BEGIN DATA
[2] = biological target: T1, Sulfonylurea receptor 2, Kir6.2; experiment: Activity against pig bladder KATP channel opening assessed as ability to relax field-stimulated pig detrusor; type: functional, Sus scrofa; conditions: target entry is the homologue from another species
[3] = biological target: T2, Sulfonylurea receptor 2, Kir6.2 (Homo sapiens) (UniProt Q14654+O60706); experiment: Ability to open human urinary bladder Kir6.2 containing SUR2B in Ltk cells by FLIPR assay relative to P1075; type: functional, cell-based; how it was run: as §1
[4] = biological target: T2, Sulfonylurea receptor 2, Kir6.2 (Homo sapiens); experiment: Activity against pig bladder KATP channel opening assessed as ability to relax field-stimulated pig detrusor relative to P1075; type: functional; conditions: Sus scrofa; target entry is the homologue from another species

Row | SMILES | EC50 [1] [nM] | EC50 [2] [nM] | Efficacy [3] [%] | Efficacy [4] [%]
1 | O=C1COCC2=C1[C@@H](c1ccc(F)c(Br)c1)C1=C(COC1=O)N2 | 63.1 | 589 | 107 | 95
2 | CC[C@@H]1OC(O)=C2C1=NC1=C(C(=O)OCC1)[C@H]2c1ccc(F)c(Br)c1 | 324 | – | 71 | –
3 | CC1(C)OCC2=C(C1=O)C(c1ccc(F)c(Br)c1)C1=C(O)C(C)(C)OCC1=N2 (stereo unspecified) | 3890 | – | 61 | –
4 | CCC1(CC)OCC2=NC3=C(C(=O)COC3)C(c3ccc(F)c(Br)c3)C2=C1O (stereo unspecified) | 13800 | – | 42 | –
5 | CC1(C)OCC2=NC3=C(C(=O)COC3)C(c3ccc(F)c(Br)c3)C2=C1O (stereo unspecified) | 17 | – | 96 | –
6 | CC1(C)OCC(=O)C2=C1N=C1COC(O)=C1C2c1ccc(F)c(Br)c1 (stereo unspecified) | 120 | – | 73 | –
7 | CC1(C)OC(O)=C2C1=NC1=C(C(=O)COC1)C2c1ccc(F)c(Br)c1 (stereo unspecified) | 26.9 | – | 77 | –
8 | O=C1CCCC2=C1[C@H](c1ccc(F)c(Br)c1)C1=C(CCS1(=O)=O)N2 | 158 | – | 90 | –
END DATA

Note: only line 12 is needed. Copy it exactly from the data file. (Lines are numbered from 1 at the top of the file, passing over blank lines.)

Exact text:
8 | O=C1CCCC2=C1[C@H](c1ccc(F)c(Br)c1)C1=C(CCS1(=O)=O)N2 | 158 | – | 90 | –